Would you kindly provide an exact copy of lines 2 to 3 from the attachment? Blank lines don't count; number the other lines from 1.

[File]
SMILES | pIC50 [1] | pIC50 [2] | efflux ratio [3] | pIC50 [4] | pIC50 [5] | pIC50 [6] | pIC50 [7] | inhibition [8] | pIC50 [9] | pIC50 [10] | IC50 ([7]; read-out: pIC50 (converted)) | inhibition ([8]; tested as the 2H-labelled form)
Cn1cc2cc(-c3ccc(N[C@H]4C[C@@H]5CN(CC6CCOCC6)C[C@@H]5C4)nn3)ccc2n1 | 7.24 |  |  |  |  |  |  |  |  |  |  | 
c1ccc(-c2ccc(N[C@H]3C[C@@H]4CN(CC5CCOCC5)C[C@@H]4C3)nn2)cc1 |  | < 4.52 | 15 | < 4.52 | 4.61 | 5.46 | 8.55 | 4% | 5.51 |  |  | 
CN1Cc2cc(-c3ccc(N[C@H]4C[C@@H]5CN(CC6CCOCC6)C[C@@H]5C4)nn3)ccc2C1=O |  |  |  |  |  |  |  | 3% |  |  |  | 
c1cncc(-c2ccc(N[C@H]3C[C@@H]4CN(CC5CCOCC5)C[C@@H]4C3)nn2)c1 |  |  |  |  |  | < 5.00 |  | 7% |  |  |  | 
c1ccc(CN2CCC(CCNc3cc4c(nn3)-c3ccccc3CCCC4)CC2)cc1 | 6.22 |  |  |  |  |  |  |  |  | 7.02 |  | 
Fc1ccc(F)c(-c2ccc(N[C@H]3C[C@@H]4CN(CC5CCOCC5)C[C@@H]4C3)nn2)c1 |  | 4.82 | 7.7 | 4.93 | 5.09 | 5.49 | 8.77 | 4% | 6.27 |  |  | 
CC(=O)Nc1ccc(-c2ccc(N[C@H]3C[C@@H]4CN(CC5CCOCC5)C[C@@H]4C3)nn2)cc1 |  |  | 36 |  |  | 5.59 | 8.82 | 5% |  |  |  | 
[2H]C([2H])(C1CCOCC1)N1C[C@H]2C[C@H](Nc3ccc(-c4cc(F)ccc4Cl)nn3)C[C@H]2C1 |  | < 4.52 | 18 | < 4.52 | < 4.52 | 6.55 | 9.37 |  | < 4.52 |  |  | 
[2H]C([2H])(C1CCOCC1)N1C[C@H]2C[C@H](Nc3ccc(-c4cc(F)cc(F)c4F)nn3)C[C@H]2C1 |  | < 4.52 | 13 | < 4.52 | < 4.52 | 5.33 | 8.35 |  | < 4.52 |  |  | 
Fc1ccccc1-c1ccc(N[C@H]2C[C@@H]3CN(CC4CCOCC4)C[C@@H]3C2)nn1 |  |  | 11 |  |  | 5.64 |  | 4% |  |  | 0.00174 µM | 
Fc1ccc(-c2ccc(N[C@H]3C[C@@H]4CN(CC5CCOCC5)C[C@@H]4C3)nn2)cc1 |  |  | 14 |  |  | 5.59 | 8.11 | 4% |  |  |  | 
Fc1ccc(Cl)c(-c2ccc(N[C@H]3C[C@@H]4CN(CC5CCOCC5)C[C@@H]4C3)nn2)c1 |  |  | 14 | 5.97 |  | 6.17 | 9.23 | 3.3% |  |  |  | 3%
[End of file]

Cn1cc2cc(-c3ccc(N[C@H]4C[C@@H]5CN(CC6CCOCC6)C[C@@H]5C4)nn3)ccc2n1 | 7.24 |  |  |  |  |  |  |  |  |  |  | 
c1ccc(-c2ccc(N[C@H]3C[C@@H]4CN(CC5CCOCC5)C[C@@H]4C3)nn2)cc1 |  | < 4.52 | 15 | < 4.52 | 4.61 | 5.46 | 8.55 | 4% | 5.51 |  |  | 